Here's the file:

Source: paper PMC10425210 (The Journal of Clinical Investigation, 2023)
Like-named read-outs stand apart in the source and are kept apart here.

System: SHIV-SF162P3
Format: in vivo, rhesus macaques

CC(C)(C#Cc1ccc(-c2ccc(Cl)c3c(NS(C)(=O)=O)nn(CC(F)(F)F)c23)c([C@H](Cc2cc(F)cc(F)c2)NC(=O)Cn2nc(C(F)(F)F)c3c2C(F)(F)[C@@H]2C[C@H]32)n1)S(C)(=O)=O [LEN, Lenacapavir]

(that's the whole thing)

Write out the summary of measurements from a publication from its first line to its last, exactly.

Source: paper PMC10425210 (The Journal of Clinical Investigation, 2023)
Like-named read-outs stand apart in the source and are kept apart here.

System: SHIV-SF162P3
Format: in vivo, rhesus macaques

CC(C)(C#Cc1ccc(-c2ccc(Cl)c3c(NS(C)(=O)=O)nn(CC(F)(F)F)c23)c([C@H](Cc2cc(F)cc(F)c2)NC(=O)Cn2nc(C(F)(F)F)c3c2C(F)(F)[C@@H]2C[C@H]32)n1)S(C)(=O)=O [LEN, Lenacapavir]